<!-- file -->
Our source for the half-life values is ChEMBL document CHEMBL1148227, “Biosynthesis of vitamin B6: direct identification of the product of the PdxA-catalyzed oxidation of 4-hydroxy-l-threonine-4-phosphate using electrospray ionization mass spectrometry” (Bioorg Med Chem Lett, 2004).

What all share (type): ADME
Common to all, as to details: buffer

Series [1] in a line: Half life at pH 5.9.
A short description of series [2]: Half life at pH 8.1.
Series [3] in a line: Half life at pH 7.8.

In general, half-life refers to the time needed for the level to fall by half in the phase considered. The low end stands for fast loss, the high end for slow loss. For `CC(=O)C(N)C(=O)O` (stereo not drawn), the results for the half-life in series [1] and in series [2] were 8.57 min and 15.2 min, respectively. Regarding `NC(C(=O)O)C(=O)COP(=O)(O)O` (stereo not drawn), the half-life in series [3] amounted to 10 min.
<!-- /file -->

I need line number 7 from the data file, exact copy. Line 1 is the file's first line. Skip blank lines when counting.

In general, half-life refers to the time needed for the level to fall by half in the phase considered. The low end stands for fast loss, the high end for slow loss. For `CC(=O)C(N)C(=O)O` (stereo not drawn), the results for the half-life in series [1] and in series [2] were 8.57 min and 15.2 min, respectively. Regarding `NC(C(=O)O)C(=O)COP(=O)(O)O` (stereo not drawn), the half-life in series [3] amounted to 10 min.